Hargreaves, Harry 1922-2004

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HARGREAVES, Harry 1922-2004

OBITUARY NOTICE— See index for CA sketch: Born February 9, 1922, in Manchester, England; died of cancer November 12, 2004, in Yeovil, Somerset, England. Cartoonist, illustrator, and author. Hargreaves was a popular British cartoonist who regularly contributed to magazines such as Punch. He created the cartoons "The Bird" and "Hayseeds," and was also an animator and book illustrator. Beginning his cartooning career while still at Chorlton high school, he created a strip for the school magazine and had a cartoon accepted by the Manchester Evening News when he was just fourteen years old. After school, he received design and engineering training at the Lawn & Howarth Co., a home furnishings company, and at Ford Motor Co., and he attended the Manchester School of Art. With the start of World War II, Hargreaves enlisted in the Royal Air Force signal corps. Assigned to duty in Asia, he also did illustrations for Blighty and RAF publications. After the war, the cartoonist joined an animation studio called Gaumont British Animation, which was directed by former Disney director David Hand. Unfortunately, the studio went under in 1950, and Hargreaves became a freelance cartoonist. He created many original and popular strips, such as "Harold Hare," "The Alley Cat," "Don Quickshot," and the television cartoon "Terry the Troubador." Beginning in 1953, the cartoonist worked for Amsterdam's Toonder Film Studios and took over the strip "Little Panda" from Martin Toonder; it had a successful run until 1961. In the 1950s, he also sold strips to many periodicals, including The Cricketer and London's Daily Telegraph. During the 1960s, Hargreaves saw his characters appear in television cartoons, including Go-Go the Fox and Crater Critters. In 1968, the cartoonist found success yet again with another strip called "The Hayseeds," which ran in the London Evening News until 1980. Hargreaves also illustrated children's books, most notably contributing art to the Paddington Bear stories by Michael Bond and to the 1983 edition of The Wind in the Willows by Kenneth Grahame. He also enjoyed a healthy career illustrating greeting cards. Many of his cartoons have been collected in books, including How's That (1959), Strictly for the Bird (1967), Hayseeds (1971), and Hayseeds 2 (1972). More recently, he published Canny Curlew (1988) and, with Ross Mallock, Botanic Verses (1993). Interested in wildlife conservation throughout his life, Hargreaves was made an honorary life fellow of the Wildfowl and Wetland Trust; he was also made an honorary member of the Army Air Corps Association. Exhibits of his artwork have been held at the National Portrait Gallery, the Musée des Hommes in Montreal, Canada, and the Center for the Study of Cartoons and Caricature at Kent University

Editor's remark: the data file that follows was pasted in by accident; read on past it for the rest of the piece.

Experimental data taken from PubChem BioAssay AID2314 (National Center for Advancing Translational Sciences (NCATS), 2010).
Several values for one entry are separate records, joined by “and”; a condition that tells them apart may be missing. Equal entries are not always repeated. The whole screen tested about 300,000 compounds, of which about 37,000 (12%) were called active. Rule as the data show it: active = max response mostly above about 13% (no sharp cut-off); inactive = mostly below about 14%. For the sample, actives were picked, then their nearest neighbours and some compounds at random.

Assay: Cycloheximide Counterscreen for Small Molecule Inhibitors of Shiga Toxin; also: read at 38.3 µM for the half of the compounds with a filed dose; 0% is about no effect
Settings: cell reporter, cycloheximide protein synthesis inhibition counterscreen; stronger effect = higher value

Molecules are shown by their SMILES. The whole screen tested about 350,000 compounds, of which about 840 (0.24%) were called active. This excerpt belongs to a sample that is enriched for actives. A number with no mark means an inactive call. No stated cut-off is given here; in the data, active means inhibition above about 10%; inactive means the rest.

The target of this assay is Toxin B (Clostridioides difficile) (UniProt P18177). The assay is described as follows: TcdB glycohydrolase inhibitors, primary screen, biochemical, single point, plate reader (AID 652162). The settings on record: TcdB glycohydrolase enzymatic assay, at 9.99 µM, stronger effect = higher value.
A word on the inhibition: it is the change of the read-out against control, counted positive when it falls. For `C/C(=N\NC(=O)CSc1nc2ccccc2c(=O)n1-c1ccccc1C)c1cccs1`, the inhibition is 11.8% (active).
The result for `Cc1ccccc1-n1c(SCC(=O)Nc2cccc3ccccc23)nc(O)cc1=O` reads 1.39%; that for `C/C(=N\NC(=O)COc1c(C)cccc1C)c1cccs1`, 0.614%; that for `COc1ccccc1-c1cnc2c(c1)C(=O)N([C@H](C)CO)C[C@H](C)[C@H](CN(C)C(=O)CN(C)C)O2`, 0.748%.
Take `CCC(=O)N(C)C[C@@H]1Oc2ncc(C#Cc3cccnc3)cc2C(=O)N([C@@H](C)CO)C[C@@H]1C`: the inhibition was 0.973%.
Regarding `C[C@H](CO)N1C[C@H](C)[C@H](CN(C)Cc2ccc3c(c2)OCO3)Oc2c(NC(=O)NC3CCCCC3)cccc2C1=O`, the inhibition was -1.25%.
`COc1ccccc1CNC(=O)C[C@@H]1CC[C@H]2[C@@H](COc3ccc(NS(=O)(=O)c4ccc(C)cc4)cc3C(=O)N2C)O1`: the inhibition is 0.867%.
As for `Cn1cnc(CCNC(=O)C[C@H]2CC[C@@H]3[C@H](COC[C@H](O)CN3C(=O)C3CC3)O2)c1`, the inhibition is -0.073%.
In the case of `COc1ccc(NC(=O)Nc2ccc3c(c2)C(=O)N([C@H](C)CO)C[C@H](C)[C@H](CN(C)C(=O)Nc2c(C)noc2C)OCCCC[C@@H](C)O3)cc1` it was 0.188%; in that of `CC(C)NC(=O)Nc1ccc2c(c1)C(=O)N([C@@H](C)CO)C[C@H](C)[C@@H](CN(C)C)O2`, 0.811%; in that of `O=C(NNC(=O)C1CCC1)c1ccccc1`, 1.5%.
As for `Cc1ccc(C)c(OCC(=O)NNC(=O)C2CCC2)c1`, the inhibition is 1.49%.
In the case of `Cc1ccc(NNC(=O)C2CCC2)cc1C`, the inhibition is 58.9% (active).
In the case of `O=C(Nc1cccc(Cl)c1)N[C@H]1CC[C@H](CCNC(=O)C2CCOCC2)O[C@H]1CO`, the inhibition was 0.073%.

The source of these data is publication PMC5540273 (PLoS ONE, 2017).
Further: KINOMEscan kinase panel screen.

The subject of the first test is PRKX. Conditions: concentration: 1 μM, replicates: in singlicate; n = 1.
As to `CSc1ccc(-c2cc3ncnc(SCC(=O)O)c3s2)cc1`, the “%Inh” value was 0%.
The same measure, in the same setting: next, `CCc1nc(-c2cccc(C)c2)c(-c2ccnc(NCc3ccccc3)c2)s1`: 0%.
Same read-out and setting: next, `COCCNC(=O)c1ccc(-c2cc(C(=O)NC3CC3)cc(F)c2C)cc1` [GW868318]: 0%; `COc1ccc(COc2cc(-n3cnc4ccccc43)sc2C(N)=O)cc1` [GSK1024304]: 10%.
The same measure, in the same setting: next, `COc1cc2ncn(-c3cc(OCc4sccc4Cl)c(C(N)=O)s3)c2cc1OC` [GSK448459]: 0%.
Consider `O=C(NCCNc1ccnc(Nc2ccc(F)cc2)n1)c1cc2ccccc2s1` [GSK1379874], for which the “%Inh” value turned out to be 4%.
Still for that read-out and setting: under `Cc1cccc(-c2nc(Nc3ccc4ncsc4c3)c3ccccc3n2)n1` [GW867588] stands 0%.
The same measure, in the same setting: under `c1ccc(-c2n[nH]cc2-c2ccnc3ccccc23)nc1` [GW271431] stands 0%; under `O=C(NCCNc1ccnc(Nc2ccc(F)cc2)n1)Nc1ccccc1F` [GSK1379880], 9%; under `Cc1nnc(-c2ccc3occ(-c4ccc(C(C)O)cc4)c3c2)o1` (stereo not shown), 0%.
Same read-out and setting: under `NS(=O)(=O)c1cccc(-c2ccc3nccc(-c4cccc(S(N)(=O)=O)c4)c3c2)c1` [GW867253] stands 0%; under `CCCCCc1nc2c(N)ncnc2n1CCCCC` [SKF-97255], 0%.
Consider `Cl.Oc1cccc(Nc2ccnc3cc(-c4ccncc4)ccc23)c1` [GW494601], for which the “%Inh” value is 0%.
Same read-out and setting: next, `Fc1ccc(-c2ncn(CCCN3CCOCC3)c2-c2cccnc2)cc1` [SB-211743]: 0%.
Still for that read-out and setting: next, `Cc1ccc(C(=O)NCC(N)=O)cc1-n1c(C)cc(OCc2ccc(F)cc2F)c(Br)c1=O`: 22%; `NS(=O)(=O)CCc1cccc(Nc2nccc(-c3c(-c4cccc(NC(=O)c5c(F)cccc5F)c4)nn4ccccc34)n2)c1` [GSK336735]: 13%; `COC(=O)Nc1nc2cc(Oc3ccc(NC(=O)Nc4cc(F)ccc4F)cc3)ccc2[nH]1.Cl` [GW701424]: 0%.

Daily Telegraph (London, England), November 20, 2004.

Guardian (London, England), December 8, 2004, p. 27.

Independent (London, England), November 22, 2004, p. 35.

Times (London, England), December 1, 2004, p. 58.